Zoah on her fairground background: Michael Derringer

By most modern standards, Zoah’s life is enviably exotic and intriguing. Born into a family of travelling showmen, her family have been working on the fairgrounds since the late 1800s.

She grew up in a caravan and spent her summers travelling with the fairground, often finding herself working at the Jesus May Ball fireworks.

Now she has achieved her childhood ambition to be “on the other side of the fence”, in her first year studying History at Murray Edwards.

Zoah’s start was far removed from the selective world of Cambridge academia: she was the first member of her community to apply to university. “A lot of people didn’t really get the gist of it.”

“Cambridge was the only university people had heard of, but a lot of people didn’t understand that the application process was selective – they assumed that you could just walk in. But this wasn’t to do with ignorance, it’s just because it’s not really part of our world. People were interested as it was something new and exciting.”

Despite this, Zoah believes that her background has helped her since she’s been at Cambridge, “I think it’s made me very bolshie and self-confident,” she laughs.

“You have to be when you’re running a business. I think a lot of working class people can feel out of their depth coming to Cambridge, but I didn’t have that problem, I’ll talk to anyone.”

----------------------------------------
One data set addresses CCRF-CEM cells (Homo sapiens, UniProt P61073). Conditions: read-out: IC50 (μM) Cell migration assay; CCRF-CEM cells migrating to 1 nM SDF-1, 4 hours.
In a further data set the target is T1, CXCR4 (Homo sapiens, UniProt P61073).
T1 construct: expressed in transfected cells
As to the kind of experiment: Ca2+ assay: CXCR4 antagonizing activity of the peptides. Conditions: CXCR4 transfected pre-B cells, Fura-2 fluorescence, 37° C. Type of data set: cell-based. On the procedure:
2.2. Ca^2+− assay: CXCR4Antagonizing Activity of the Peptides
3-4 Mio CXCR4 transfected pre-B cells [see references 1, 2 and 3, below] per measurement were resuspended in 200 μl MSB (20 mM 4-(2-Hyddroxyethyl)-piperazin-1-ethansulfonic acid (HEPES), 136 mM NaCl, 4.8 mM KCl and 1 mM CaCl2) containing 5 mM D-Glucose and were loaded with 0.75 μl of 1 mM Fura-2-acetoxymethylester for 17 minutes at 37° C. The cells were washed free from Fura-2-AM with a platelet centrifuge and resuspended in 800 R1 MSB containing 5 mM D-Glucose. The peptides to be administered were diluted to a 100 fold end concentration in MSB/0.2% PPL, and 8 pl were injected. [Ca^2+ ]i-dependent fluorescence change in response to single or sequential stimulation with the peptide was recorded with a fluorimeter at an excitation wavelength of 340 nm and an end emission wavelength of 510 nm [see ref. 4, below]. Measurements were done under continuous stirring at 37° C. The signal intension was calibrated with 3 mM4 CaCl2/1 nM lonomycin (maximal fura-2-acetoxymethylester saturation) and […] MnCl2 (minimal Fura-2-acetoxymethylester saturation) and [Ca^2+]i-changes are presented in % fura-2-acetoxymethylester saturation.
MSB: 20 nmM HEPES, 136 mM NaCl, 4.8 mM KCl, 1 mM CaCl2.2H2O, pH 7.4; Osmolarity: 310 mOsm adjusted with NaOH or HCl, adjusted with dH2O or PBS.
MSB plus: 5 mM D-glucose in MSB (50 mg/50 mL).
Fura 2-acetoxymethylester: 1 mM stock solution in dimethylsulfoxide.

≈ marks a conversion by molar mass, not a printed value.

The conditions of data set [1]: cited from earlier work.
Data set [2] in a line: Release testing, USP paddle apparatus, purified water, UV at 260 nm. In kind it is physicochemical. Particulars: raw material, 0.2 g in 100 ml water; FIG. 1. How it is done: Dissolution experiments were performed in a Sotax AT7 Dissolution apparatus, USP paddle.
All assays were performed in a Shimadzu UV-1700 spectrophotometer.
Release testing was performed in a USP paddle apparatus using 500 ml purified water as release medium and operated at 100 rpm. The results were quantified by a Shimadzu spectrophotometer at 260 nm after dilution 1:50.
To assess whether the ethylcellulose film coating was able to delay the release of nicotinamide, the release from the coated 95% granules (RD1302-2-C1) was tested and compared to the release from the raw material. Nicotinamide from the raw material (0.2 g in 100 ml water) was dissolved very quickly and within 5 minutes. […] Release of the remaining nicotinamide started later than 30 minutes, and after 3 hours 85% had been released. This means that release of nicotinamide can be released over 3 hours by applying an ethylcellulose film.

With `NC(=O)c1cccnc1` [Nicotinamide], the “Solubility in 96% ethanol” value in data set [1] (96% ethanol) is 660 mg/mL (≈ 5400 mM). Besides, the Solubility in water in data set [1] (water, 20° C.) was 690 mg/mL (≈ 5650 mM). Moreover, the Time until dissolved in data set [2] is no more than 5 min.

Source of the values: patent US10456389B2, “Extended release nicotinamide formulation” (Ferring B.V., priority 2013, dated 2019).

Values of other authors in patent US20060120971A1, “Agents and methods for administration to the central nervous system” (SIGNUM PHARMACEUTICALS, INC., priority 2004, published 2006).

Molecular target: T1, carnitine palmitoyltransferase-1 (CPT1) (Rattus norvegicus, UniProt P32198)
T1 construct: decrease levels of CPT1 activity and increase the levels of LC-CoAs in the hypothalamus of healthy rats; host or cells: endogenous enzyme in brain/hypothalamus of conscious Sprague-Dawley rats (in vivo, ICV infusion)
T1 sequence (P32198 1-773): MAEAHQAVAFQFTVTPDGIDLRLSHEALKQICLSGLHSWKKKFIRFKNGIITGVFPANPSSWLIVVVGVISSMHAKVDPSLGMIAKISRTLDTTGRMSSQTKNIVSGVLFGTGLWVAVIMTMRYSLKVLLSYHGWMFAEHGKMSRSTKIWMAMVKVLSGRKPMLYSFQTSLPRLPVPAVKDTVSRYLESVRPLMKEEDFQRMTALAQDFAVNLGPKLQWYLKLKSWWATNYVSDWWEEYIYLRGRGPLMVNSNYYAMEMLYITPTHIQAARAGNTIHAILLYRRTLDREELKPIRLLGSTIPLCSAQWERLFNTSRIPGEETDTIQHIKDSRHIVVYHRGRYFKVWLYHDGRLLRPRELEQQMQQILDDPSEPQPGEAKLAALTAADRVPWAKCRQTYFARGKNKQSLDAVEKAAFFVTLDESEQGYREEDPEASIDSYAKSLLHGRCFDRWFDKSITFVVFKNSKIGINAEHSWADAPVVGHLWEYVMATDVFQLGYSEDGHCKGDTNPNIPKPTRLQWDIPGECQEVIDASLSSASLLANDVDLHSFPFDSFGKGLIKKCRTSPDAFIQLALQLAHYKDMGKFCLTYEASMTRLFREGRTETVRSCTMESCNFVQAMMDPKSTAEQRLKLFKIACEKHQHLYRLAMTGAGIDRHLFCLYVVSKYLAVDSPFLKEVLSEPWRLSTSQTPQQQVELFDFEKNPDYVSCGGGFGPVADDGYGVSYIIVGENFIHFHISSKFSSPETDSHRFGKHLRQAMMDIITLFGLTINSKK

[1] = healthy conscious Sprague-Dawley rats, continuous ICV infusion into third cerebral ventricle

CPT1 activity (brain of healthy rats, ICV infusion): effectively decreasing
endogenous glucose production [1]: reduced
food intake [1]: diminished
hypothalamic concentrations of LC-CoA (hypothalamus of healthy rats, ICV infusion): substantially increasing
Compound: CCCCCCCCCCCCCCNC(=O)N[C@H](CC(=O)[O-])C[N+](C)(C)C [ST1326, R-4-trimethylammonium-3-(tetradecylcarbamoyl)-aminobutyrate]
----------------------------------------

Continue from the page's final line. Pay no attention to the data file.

She also believes that her background has helped to influence her choice to take a degree in History.

“Some of my favourite childhood memories are of sitting on my Granddad’s knee, with him telling me stories. There’s a lot of sense of heritage and tradition in our community and that’s definitely influenced me.”

However, Zoah does not see herself staying in the family business after graduation. “I’d like to branch out. I mean, we’ve been doing this for 200 years!” she said. “I see myself doing something different, maybe journalism – yes that’s a hint, Varsity!

“But I know this will always be a part of me, and will always be there for me to go back to – it’s not just a business, it’s part of who I am.”

Since arriving at Cambridge, Zoah says she’s been surprised by the amount of attention her story has attracted. On Wednesday she appeared on BBC Radio 4: “People have been very interested, and I find it a bit bizarre. Back at home everyone just knew me as that girl who vanished for six months every year with the weird hair.

“People come up to me and say: ‘Oh I hear you’re that girl who’s from the funfair.’ And it’s weird because to me it’s perfectly normal. I’m not a one-off; there’s a lot more of us than you think.”